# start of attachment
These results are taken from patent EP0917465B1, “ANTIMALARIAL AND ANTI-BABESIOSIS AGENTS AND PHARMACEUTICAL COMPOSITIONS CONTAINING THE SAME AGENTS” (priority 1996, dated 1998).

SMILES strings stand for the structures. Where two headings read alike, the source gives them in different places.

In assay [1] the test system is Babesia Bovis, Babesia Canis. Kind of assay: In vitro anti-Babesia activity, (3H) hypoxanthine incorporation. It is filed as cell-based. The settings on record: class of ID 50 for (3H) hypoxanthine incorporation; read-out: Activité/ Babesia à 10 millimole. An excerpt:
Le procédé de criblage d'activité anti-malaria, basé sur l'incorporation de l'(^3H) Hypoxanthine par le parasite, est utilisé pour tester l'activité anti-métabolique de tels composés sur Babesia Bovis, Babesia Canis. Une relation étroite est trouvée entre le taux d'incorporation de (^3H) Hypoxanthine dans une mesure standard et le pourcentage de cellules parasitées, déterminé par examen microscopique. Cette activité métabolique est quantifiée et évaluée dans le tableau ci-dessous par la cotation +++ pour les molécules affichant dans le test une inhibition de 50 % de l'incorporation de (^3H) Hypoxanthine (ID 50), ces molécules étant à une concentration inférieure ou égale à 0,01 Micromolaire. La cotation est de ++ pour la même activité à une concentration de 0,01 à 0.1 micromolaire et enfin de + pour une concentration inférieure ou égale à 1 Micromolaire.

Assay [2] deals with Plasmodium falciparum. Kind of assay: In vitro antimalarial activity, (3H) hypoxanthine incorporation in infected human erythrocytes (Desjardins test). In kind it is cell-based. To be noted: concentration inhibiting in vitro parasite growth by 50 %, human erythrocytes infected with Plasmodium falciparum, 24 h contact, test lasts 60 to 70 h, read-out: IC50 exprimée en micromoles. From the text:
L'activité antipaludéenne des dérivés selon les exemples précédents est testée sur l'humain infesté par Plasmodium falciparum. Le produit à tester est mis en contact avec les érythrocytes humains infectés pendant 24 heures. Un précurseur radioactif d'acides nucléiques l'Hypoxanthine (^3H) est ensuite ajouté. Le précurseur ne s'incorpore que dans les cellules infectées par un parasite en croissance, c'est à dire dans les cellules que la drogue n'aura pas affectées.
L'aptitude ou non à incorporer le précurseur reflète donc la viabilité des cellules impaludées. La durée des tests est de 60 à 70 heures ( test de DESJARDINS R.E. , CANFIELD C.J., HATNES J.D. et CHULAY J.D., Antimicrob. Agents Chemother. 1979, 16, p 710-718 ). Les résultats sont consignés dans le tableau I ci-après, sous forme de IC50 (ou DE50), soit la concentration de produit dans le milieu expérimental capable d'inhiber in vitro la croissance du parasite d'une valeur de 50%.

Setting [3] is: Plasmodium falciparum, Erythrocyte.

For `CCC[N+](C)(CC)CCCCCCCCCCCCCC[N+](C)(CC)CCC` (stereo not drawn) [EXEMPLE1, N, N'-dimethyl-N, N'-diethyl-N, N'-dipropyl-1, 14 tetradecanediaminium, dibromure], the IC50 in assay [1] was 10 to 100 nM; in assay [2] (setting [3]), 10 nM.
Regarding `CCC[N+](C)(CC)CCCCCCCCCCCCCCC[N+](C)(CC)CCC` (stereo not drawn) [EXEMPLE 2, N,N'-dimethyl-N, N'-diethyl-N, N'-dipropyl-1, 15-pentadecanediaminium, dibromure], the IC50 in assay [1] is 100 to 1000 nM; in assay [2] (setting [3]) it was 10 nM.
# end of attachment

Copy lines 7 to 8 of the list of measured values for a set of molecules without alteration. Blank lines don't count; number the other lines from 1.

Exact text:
L'aptitude ou non à incorporer le précurseur reflète donc la viabilité des cellules impaludées. La durée des tests est de 60 à 70 heures ( test de DESJARDINS R.E. , CANFIELD C.J., HATNES J.D. et CHULAY J.D., Antimicrob. Agents Chemother. 1979, 16, p 710-718 ). Les résultats sont consignés dans le tableau I ci-après, sous forme de IC50 (ou DE50), soit la concentration de produit dans le milieu expérimental capable d'inhiber in vitro la croissance du parasite d'une valeur de 50%.

Setting [3] is: Plasmodium falciparum, Erythrocyte.